Vail Daily column: Moving to extremes
December 11, 2015
"Why do they hate us?"
Author and Harvard Professor Cass Sunstein attempted to answer that question. Sunstein's multifaceted explanation of the conditions conducive for terrorism to emerge focused on the concept of group polarization. Polarization occurs when people with similar beliefs congregate and their beliefs intensify as a result. Alarmingly, as their beliefs become more radical, their actions may also. People already prone to risky behavior when congregated with like-minded people take even greater risks. Terror leaders know this. They recruit the vulnerable and exploit shared humiliation fueling anger, anger blossoms into rage and rage manifests itself in violence.
In a distressing parallel, something analogous is happening in America. Initially, the Internet ushered in an era of unprecedented access to information. However, it became a place where people connected with like-minded individuals professing a dizzying array of philosophies and like diseases long thought dormant and some toxic credos have re-emerged. The Southern Poverty Law Center tracks hate groups operating in the United States. Membership in the KKK and other white supremacist groups surged after the election of President Obama. But even before that, hate groups were on the rise aided in part by the ability to reach millions online.
Writer Elif Shafak observed, "Communities of the like-minded are one of the greatest dangers of today's globalized world." While many of these communities are benign, attracted by shared interests such as craft brewing or Scottish genealogy, still others are based on more volatile similarities. Once comfortably ensconced in a community, members easily generalize and stereotype members of other communities.
Shafak relates an anecdote that, as a child, the mirrors in her grandmother's house were covered, due to the belief that it was detrimental for people to stare at their own reflection too much. By clustering with those who look and think like ourselves we are effectively gazing into a mirror. Although the vast majority of Americans have no intention of joining hate groups, due to the propensity for group polarization we are in danger of becoming more extreme in our views. This is fueled in part by websites, talk radio and cable news that broadcast only a narrow range of opinions.
The Pew Research Center found that political polarization in America is greater than it has been in decades. Pew found that, "People with down-the-line ideological positions — especially conservatives — are more likely than others to say that most of their close friends share their political views." Bias is most pronounced in those who are the most politically active. Precisely the fertile ground for polarization Sunstein referenced.
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In high school we had a remedy for this — the debate team. Participating in debate required that students prepare equally strong affirmative and negative cases for the issue being debated. Each round, a coin toss determined which side the debater defended. Preparing debate cases forces the debater to look at both sides of an issue.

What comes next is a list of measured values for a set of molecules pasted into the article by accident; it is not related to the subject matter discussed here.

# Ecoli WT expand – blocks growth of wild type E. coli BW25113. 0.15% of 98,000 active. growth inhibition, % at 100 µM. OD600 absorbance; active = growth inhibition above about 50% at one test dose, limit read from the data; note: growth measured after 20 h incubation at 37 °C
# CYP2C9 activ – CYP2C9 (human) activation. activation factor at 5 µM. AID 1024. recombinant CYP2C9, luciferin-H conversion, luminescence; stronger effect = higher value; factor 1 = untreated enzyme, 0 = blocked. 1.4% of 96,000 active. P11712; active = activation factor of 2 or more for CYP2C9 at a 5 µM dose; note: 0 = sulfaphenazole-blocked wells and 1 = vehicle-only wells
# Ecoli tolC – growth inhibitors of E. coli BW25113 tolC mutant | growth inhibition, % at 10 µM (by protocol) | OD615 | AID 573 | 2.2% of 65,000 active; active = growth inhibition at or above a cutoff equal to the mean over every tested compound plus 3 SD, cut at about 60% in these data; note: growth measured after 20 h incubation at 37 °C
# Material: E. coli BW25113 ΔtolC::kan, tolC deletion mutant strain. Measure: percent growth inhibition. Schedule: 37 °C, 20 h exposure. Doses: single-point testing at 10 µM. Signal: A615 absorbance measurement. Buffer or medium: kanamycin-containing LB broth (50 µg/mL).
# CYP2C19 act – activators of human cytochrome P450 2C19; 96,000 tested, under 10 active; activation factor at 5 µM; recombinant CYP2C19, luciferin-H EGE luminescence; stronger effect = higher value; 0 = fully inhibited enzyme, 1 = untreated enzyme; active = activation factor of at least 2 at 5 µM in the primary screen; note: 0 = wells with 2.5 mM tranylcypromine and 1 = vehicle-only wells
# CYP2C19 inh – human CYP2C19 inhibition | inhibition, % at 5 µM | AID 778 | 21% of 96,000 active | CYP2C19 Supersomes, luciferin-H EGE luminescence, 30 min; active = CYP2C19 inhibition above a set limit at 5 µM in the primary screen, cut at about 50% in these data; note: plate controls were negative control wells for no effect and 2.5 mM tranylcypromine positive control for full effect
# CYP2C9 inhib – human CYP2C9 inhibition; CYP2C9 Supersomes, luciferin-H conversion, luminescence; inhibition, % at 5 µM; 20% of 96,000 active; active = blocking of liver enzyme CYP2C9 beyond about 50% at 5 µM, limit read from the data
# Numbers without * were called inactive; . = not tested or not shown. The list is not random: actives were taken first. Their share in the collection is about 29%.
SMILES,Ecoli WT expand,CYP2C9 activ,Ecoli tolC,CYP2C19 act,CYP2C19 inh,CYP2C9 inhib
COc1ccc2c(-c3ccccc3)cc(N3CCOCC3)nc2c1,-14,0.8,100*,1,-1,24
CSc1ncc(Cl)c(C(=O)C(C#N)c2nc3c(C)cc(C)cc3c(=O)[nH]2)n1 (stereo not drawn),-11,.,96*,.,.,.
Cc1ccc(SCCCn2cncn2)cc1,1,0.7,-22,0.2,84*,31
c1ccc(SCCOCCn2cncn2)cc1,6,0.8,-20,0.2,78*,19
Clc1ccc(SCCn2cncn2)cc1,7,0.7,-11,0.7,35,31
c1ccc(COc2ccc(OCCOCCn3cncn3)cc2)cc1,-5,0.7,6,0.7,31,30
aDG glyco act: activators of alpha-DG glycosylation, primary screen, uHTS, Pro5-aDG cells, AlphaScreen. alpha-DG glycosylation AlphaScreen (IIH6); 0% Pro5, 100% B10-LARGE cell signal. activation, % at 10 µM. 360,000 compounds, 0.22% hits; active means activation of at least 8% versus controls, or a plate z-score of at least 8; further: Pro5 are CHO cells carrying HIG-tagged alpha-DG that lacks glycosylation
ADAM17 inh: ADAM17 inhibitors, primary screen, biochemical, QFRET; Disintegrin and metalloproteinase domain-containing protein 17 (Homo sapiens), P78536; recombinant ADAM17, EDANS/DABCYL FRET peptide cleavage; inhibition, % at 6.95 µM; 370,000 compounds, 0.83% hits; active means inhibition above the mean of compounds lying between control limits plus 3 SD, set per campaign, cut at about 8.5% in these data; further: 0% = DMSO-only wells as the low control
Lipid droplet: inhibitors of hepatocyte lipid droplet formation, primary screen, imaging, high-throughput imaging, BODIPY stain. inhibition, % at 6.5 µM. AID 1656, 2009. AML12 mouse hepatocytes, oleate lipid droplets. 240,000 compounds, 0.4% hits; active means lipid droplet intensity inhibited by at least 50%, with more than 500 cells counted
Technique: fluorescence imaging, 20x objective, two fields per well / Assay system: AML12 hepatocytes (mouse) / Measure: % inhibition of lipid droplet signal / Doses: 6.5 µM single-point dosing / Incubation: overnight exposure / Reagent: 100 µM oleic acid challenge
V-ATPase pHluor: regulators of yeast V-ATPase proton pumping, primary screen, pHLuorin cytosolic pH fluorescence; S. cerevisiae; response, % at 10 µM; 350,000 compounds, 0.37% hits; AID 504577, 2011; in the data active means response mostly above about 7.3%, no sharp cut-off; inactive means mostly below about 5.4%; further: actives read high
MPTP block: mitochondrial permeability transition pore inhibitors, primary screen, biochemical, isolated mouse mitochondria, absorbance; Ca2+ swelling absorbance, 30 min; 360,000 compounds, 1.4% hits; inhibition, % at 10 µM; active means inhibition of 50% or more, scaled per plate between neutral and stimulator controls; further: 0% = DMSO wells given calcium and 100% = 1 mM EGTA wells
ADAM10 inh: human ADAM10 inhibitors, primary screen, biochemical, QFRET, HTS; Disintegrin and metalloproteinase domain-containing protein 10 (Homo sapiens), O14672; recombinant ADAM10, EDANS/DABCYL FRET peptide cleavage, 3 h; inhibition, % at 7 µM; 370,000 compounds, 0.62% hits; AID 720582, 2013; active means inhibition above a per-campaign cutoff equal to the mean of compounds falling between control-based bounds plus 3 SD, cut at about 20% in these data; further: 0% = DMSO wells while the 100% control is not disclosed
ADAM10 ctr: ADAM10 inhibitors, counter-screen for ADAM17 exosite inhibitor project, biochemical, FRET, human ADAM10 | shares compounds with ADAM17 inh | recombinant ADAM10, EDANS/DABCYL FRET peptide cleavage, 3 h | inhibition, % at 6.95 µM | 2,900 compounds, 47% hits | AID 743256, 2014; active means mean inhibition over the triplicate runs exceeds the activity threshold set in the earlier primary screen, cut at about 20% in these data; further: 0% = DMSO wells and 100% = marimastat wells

Sunstein's original essay was intended to debunk the notion that terrorism is peculiar to Islam, stressing that under the right conditions it could happen to other groups. Noam Chomsky's observation challenges the notion it could never happen here, "Germany was a leading center of the sciences, the arts and literature, humanistic scholarship … In the mid-1930s, Germany was driven within a few years to a level of barbarism that has few historical counterparts."
The point of this column is not to suggest that political partisanship will lead to Democrat and Republican terror groups. However, in our current political climate we do exhibit the signs of group polarization. Several presidential candidates are feeding this division by using fear to manipulate voters. They are pitting one group, America, against another, Muslims. Ben Carson does not think a Muslim should be president. Jeb Bush only wants to allow Christian refugees into the country. Ted Cruz introduced the State Refugee Security Act of 2015 that would empower governors to reject refugees. The most unapologetic promoter of fear and divisiveness is Donald Trump. Since kicking off his campaign he has insulted or attacked Mexicans, women, the disabled and Muslims.
Initially Trump's invective was met with predictions of his campaign's demise, but that has not happened; instead, the rhetoric grows more extreme. Diffusing this climate requires recognition of a problem. Pitting group against group is a primal political ploy to create cohesiveness in one group through fear of another. Relying on news from a limited number of biased media outlets is listening to only one side of the debate. Hate is easy. Knowledge requires a bit more effort.
Claire Noble is the author of "State-Sponsored Sex and Other Tales of International Misadventure." She can be found online at clairenoble.org or follow her on Twitter @byClaireNoble.
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